''I don't think the currency speculators will win it in this round," Krairit Euchukanonchai, president of Thana One Finance & Securities Plc, who is a currency expert and was formerly treasurer at Citibank NA, said. ''But the BOT is battling a lone war against the foreign speculators without any help from exporters. If exporters sell the dollar out, that will make it difficult for the speculators to win this battle."

The G-7 finance ministers, who met in Berlin over the weekend, succeeded in putting a brake on the strong dollar rally after they signalled that the dollar has reached the end of its phase of upward correction. Yesterday the foreign exchange market in Tokyo responded by pushing the dollar down to Y120.35 at one point, a sharp decline of more than 4.0 yen.

The dollar decline has given the baht, tied to a basket of currencies that is 80 per cent dominated by the US dollar, some breathing room. Any dollar appreciation will put downward pressure on the Thai currency and make it more difficult for the BOT to defend the baht.

Nonetheless, the high interest rates have also had a side-effect on the Thai financial system. Since most of the 91 or so finance companies are net borrowers, they are suffocating from the sky-high costs of funds, ironically higher than the lending rates they have offered. Last Friday was Chinese New Year's Day and most of the players in Singapore and Hong Kong were off for a holiday.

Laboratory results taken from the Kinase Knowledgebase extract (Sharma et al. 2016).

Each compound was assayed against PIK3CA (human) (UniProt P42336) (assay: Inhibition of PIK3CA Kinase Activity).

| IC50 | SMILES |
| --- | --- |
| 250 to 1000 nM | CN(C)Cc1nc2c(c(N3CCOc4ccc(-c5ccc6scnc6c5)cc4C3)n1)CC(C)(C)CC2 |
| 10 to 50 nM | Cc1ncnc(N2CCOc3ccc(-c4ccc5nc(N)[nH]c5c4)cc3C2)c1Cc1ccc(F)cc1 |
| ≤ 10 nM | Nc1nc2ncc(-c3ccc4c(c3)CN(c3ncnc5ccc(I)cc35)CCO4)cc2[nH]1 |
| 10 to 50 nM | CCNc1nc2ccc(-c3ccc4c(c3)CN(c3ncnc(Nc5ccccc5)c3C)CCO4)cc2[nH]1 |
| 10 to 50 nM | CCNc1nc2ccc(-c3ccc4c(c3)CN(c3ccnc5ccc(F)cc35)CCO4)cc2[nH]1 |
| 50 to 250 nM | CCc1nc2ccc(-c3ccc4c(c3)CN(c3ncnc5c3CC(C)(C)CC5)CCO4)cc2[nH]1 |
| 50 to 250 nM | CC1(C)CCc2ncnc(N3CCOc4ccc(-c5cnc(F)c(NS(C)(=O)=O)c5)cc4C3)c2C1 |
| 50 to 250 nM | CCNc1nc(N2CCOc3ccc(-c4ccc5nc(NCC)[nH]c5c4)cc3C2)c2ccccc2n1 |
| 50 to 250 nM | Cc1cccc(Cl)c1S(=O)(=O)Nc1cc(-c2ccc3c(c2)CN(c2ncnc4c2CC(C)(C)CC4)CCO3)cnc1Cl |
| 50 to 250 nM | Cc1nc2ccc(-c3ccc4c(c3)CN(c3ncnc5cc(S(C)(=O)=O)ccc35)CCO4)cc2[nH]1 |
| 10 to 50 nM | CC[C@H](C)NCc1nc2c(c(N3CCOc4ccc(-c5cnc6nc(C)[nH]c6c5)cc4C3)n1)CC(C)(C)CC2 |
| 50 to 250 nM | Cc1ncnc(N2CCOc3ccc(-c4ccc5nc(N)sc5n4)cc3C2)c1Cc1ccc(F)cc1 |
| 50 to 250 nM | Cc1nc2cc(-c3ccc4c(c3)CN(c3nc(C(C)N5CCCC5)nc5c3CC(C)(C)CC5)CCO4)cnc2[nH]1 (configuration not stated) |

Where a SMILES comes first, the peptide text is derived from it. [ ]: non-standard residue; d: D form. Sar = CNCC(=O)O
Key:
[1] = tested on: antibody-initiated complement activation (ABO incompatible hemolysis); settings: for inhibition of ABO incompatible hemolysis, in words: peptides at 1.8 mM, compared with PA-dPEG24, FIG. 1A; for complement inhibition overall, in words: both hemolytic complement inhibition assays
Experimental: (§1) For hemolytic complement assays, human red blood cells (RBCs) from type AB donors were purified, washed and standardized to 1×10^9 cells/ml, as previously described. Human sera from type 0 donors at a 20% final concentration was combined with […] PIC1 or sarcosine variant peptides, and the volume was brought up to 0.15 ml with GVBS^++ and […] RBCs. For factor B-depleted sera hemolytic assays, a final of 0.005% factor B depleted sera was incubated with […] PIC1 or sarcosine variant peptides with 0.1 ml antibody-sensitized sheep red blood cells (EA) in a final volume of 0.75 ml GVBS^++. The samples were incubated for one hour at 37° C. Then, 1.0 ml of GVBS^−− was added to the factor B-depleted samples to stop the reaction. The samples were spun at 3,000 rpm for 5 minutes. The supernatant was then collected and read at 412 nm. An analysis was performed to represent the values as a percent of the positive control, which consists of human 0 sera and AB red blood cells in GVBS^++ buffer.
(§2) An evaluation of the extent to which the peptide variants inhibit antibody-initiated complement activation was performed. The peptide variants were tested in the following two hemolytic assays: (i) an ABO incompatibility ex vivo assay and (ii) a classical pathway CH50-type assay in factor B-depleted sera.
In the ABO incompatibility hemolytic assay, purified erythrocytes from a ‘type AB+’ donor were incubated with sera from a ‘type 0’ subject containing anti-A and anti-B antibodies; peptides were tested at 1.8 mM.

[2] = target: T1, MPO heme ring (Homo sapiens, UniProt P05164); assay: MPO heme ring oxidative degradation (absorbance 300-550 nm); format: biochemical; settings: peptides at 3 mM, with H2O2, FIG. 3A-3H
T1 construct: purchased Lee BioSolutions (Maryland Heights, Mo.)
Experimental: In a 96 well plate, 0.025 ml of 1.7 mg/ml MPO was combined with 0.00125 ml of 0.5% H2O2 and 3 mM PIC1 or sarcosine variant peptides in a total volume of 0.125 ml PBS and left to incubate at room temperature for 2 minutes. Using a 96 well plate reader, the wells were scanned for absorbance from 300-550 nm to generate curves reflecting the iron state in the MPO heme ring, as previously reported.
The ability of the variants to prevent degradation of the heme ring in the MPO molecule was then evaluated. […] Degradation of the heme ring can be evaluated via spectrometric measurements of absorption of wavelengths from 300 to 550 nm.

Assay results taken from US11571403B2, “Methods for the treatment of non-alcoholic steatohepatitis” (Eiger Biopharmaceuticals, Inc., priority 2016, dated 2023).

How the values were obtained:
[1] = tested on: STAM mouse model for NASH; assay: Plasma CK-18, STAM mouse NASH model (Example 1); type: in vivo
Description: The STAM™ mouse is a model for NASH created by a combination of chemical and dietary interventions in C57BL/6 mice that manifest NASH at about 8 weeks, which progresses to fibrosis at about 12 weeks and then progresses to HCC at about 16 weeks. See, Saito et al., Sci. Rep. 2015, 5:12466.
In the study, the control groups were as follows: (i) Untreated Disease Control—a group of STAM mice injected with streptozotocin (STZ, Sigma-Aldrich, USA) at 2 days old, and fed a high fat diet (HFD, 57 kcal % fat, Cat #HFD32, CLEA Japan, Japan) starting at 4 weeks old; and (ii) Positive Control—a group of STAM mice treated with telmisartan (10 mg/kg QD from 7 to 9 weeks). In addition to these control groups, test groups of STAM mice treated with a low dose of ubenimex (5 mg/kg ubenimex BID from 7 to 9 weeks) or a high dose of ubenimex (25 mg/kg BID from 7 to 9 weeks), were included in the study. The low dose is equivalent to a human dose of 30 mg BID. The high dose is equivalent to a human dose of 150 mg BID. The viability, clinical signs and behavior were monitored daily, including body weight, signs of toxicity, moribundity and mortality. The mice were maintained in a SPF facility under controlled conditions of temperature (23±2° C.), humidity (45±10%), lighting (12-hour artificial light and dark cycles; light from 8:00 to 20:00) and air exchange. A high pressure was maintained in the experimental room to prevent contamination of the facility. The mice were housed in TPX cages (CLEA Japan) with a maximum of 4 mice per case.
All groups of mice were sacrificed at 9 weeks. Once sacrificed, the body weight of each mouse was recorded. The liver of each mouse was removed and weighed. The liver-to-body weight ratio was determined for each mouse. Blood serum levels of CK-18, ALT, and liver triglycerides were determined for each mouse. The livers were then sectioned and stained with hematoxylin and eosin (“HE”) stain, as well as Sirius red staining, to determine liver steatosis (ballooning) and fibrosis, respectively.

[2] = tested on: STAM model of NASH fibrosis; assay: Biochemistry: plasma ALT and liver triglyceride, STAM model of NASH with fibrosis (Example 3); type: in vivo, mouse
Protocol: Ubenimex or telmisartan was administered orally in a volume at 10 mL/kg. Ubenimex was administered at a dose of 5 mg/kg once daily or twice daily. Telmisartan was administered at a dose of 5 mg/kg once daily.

Smaller banks and finance companies were feeling the agony in their attempts to match their funding and set aside reserve requirements amid the skyrocketing rise in short-term interest rates. The Bank of Ayudhya, the fifth largest commercial bank, has raised its minimum overdraft rate from 13.75 per cent to 14.0 per cent.

Yesterday, the baht speculation appeared to subside. The interbank market rate eased to 22 per cent, compared to 25 to 30 per cent on Friday. The swap rate, or a premium for settling baht/dollar trading at a specified date, also declined to 42 satang for the bid rate and 46 satang for the offer rate, against 60 satang on Friday.

''The market is seeing some improvements without dollar buying pressure. In the meantime, neither is there selling pressure on the baht because the market is pretty tight," a dealer at a foreign bank said. ''I think once the players in Singapore are back from their holidays, the market should further improve tomorrow."

The BOT might briefly win a currency battle in this round, yet in the longer term it must be backed by renewed confidence in the Thai macroeconomy. Krairit of Thana One, who viewed that fundamentally the Thai baht is not overvalued, added that the government must move quickly to win back confidence by making sure fiscal spending is contained and the current account deficit is improved.

Today, Cabinet is set to table its plan for fiscal spending cuts, which will save at least Bt99 billion. The financial markets are closely watching whether the government is going to stick to this spending cuts package seriously as committed. Failure to follow through will destroy the momentum to stabilise Thailand's macroeconomic conditions.

The current account deficit did improve in the November statistics, yet it must show a steady decline in order to bolster renewed confidence in Thailand's macroeconomic management.